2. Because of their potential adverse effects the use of NSAIDs should be avoided.
3. Opioids may be effective in managing pain although it is still an open question whether their benefits outweigh their potential adverse effects. One issue that the review doesn’t address is how much whatever benefits ascribed to opioids for patients with dementia may be due to their sedating effects. Considering that measurement of their efficacy would be primarily based on observation of the patients, sedation might be confused with patients actually experiencing a reduction in pain.
4. Other medications commonly used for the management of chronic pain, most notably the serotonin-norepinephrine reuptake inhibitors (SNRIs) and the anticonvulsant gabapentinoids, may be effective but they can have adverse effects that might exacerbate other medical problems. Moreover, similar to the opioids, can have sedative effects that might be mistaken as providing analgesia.
5. Another issue not mentioned by the review is that of scheduling of medications. For patients in nursing homes, analgesic medications are often prescribed on a prn basis which means that patients with dementia who are unable to report they are having pain are unlikely to receive them. During my career, I have often observed that cognitively impaired patients who are prescribed prn sedative medications for agitation and prn medications for pain will receive the former because agitation is easily observable but won’t receive the latter because pain is not.
As with the treatment of chronic pain for patients of any age, nonpharmacologic treatments should be considered and may be effective. They have the added benefits of essentially being free of adverse effects so therefore, unlike medications, are unlikely to exacerbate any other medical problems. However, as with pharmacologic therapies, there is limited research on these treatments for this patient cohort and the recommendations are primarily based on those for geriatric patients without dementia.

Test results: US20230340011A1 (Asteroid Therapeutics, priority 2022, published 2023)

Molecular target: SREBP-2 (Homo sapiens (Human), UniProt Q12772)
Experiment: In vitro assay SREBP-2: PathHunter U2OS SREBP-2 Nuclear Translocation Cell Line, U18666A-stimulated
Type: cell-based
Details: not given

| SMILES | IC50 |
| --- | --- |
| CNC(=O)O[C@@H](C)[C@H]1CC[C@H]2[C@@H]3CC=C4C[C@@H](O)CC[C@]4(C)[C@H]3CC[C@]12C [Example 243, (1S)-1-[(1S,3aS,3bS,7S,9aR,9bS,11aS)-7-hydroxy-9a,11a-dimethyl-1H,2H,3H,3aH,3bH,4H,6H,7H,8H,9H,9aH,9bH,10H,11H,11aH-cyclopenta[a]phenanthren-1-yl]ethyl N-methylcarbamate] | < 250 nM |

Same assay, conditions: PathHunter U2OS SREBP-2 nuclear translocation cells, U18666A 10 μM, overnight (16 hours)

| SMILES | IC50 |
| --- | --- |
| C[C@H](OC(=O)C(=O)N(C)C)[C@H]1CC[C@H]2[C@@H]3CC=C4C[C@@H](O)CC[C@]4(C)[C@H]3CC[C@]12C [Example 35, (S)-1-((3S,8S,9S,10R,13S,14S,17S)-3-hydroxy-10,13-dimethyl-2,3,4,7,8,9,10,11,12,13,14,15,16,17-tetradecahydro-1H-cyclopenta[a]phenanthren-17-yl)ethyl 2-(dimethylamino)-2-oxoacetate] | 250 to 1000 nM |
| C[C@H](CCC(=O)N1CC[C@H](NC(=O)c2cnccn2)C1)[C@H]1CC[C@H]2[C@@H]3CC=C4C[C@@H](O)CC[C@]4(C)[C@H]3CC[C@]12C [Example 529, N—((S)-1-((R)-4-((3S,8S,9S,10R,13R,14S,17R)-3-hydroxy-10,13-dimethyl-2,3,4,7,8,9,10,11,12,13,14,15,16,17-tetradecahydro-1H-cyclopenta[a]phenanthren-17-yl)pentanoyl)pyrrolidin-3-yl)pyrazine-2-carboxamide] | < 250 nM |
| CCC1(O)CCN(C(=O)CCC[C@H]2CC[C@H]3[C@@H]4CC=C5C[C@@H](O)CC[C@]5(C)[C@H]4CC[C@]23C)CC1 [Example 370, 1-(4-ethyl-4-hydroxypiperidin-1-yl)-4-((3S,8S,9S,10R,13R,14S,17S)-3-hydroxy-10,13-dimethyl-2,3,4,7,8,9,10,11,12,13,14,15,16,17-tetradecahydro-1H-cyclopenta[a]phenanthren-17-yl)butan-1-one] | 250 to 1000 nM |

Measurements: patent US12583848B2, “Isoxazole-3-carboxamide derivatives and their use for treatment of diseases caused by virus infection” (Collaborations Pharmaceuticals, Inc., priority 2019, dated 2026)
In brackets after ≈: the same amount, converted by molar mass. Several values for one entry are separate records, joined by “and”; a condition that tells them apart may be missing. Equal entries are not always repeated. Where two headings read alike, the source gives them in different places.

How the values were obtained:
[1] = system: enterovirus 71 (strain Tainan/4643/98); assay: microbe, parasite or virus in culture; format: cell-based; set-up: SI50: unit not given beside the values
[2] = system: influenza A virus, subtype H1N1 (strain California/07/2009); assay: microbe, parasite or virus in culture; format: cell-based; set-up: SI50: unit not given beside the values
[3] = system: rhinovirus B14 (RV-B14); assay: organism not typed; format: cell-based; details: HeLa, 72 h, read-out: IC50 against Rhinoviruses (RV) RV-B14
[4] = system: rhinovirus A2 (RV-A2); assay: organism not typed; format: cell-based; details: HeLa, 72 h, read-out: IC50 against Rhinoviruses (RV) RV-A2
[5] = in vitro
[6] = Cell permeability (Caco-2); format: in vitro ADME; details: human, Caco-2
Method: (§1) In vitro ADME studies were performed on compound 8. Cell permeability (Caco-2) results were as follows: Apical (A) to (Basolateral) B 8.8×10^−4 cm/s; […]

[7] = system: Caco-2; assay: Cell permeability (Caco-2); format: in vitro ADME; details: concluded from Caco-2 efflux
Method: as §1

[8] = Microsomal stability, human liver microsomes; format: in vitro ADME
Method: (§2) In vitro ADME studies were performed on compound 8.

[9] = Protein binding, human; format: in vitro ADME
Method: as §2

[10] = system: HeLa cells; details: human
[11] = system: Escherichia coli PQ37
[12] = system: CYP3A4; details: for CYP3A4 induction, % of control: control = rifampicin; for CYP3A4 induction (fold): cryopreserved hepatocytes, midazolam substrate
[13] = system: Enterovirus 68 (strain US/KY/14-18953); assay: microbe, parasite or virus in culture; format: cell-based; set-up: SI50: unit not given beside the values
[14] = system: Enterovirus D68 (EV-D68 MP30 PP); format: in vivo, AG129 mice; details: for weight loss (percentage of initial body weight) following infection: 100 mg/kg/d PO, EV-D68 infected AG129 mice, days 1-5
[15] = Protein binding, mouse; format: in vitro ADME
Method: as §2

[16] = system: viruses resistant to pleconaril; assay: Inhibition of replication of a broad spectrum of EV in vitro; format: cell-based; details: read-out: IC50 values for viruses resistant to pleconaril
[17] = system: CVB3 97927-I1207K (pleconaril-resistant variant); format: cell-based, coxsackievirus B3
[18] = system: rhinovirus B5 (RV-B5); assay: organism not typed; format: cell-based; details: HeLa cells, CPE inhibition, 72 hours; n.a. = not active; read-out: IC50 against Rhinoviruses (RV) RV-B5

The most promising nonpharmacologic treatments for these patients are: exercise and/or movement therapies, massage and/or human touch, heat and relaxation therapies, human interaction and presence. Unfortunately, other interventions that may be effective for the management of chronic pain in cognitively intact patients, most notably psychologically based therapies such as cognitive-behavioral therapies, are of markedly limited use for patients with dementia. Other therapies that do not require direct involvement of the patient such as music therapy may be more effective.
Many of the treatments for chronic pain provided by physical and occupational therapists are focused on educating patients by teaching them alternative methods to manage their pain and how to perform tasks using different body mechanics. Obviously, learning new material would be difficult for many patients with dementia.
Health care providers must rely on observation of patients with dementia to determine if they are experiencing pain. Agitation on the part of these patients may be a reflection of pain. Health care providers should be especially observant for indications of pain among patients who are suffering from disorders that frequently cause pain such as rheumatologic disorders, Parkinson disease, diabetes.
Therapies to manage the pain must always be weigh potential benefits against potential adverse effects. Even though we have known about the difficulties of managing pain in patients with dementia for almost 30 years, we still have made relatively little progress on how best to evaluate their pain and how to treat it.2
Dr King is in private practice in Philadelphia.
1. Achterberg W, Lautenbacher S, Husebo B, et al. Pain in dementia. Pain Clin Updates. 2020;5:1-8.
2. Sengstaken EA, King SA. The problems of pain and its detection among nursing home residents. J Am Geriatric Soc. 1993;41:541-544.